Morbidity in cytoreductive surgery plus HIPEC poses challenge for anaesthetists
Perioperative management of cytoreductive surgery (CRS) along with hyperthermic intraperitoneal chemotherapy (HIPEC), a major surgery that is the treatment of choice for selected patients with peritoneal carcinomatosis, remains a serious concern for anaesthetists due to its significant morbidity, according to a Singapore study.
“Even though many patients who present for this surgery are relatively young and without significant comorbidity, the extensive procedure often results in multisystemic derangements that include the cardiorespiratory system, fluid and acid-base balance as well as body temperature,” researchers said.
In this study, the authors reviewed CRS and HIPEC procedures at a centre from January 1997 to December 2012, with a focus on perioperative events and anaesthetic implications.
A total of 111 patients (mean age 51.7 years; 84.1 percent women) underwent 113 CRS and HIPEC procedures (mean duration of surgery, 9 hours 10 minutes). The origin of most tumours were ovarian or colorectal, and the mean peritoneal cancer index (PCI) score was 14.3. Estimated blood loss was at a mean of 1,481 mL. Mean total intravenous fluids and blood products administered was 8,498 mL. [Singapore Med J 2017;58:488-496]
“In our patient group, the range of blood loss was wide and corresponded with the extent of surgery… Blood loss can be sudden and torrential, particularly during the cytoreductive phase and stripping of the liver capsule. Drainage of ascites, blood loss and evaporative loss from raw peritoneal surfaces can dramatically deplete intravascular volume,” researchers said.
“Therefore, appropriate fluid or blood products should be administered in a timely manner, as guided by clinical estimates of blood loss, urine output, haemodynamics, and haemoglobin and acid-base measurements,” they added.
Of the patients, 79.5 percent were transferred to the intensive care unit (ICU) postoperatively as 75.2 percent of the procedures required interval extubation. Those with lower PCI scores were more likely to be extubated immediately after surgery (p<0.05). In addition, 80 percent of patients had coagulopathy postoperatively, which was associated with longer HIPEC duration (p<0.05).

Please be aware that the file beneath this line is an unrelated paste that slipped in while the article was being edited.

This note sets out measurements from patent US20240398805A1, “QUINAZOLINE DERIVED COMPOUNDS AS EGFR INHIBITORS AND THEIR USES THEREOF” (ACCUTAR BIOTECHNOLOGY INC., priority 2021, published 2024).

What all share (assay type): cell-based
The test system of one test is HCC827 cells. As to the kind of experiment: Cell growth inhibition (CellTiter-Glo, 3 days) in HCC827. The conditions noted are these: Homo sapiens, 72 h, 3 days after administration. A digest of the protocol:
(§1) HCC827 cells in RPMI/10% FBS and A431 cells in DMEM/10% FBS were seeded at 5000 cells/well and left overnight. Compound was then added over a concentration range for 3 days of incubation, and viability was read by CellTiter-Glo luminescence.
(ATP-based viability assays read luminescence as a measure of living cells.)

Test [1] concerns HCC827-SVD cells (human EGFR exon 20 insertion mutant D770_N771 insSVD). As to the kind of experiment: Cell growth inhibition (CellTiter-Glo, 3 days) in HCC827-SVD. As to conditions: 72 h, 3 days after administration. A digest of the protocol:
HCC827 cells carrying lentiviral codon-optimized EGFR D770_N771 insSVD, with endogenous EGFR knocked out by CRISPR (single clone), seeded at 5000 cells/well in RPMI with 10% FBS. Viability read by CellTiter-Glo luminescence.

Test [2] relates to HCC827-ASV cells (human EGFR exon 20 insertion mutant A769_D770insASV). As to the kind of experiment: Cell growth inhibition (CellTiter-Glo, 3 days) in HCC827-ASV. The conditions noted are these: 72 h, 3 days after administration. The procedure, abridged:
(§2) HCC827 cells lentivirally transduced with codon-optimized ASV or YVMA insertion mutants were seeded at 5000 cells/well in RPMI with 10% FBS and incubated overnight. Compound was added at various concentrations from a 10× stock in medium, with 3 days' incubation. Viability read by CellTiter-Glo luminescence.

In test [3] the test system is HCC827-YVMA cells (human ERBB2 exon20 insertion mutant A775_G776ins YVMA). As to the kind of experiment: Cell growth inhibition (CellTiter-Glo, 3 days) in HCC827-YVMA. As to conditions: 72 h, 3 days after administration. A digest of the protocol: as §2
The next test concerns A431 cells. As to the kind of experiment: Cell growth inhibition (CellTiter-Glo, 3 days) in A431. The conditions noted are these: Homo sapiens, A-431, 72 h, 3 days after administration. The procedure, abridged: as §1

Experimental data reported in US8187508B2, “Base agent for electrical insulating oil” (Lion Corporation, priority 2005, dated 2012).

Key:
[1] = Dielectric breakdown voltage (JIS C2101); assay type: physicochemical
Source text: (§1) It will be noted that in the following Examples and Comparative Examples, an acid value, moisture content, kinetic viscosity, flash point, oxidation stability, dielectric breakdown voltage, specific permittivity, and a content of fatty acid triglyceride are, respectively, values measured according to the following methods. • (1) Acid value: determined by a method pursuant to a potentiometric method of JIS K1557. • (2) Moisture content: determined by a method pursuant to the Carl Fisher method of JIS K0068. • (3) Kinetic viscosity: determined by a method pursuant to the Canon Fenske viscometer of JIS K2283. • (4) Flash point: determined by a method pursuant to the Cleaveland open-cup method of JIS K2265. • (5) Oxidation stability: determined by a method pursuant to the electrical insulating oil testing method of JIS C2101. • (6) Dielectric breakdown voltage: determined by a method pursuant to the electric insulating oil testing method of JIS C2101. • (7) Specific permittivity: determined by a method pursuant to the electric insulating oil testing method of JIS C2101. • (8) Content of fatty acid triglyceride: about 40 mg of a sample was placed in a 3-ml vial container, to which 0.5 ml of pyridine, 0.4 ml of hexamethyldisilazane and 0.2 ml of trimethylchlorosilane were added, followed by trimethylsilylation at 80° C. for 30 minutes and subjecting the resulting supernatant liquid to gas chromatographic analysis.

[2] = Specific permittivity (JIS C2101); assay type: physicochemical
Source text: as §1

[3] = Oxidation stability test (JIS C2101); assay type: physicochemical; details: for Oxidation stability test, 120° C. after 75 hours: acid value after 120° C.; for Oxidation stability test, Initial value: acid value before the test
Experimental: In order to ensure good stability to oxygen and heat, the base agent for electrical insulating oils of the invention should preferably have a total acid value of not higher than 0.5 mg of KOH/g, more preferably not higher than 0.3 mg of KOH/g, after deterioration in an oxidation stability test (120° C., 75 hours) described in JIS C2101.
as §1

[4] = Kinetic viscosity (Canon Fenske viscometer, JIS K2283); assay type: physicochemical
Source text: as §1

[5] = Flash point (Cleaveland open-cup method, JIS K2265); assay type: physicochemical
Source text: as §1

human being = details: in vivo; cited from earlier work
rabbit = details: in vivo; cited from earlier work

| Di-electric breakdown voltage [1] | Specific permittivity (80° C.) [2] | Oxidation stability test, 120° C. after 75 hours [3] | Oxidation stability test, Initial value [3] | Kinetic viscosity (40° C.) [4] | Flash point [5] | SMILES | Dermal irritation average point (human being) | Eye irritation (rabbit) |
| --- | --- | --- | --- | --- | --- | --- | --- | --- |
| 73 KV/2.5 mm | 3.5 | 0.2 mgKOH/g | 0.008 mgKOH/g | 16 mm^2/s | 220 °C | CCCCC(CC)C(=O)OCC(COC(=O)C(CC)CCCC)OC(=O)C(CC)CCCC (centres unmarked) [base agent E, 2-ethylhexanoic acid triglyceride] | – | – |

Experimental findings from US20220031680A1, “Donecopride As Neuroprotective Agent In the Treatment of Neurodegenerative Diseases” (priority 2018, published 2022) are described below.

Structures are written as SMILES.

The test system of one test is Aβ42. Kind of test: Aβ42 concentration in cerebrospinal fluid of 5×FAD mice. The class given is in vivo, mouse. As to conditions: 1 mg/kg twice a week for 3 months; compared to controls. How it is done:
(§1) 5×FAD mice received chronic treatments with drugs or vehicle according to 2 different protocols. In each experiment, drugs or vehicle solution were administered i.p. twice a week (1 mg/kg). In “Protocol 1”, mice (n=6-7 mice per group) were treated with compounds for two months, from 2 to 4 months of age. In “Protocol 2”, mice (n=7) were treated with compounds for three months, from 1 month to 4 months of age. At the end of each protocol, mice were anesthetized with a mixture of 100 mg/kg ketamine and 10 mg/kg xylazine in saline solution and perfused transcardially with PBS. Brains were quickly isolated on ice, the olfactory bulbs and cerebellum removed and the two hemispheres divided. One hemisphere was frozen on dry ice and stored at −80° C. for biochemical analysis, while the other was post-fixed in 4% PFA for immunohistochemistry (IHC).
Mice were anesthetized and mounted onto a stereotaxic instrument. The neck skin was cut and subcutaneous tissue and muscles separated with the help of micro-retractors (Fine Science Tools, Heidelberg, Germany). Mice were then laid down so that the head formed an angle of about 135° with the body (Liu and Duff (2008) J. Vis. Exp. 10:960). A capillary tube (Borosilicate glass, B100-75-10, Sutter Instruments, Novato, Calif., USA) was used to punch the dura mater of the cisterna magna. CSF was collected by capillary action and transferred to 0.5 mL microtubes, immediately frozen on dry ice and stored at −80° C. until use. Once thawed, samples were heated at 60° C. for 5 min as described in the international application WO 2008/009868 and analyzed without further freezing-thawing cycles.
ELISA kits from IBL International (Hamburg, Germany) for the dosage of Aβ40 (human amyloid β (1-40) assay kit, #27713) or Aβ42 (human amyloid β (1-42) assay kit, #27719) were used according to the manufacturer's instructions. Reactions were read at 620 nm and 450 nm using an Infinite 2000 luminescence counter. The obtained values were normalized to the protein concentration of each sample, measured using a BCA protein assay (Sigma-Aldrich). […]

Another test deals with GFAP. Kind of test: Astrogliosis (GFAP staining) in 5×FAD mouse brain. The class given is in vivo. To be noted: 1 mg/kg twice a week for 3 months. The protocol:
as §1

ICU and hospital stays had median lengths of 2 and 14 days, respectively. Longer duration of surgery was significantly associated with longer hospitalization. The common causes of prolonged hospital stay were as follows: nosocomial pneumonia, pleural effusions, respiratory failure, sepsis, surgical complications (such as anastomotic or wound dehiscence) and intra-abdominal infections.
“There is emerging evidence that goal-directed therapy can reduce perioperative mortality and morbidity in patients undergoing high-risk surgeries. Compared to standard fluid therapy, goal-directed therapy using noninvasive cardiac output monitors has been found to result in lower amounts of administered fluid (5.8 vs 8.3 L) for patients undergoing CRS and HIPEC,” researchers said. [Crit Care 2013;17:209; J Gastrointest Surg 2015;19:722-9]
“As a result, there was an 18-percent reduction in risk of abdominal complications, such as infection and anastomotic dehiscence, as well as 10-day reduction in length of hospitalization,” they added. [J Gastrointest Surg 2015;19:722-9]
According to researchers, the current study is the largest series that specifically looked at the CRS and HIPEC technique in terms of its anaesthetic management. The specific perioperative anaesthetic concerns for peritonectomy highlighted in this study were related to blood loss and fluid management, analgesia, temperature, antibiotics, airway pressure and acid-base changes, criteria for extubation, and recovery.
“We look forward to the development of an optimal anaesthetic technique in conjunction with evidence-based medicine,” researchers said.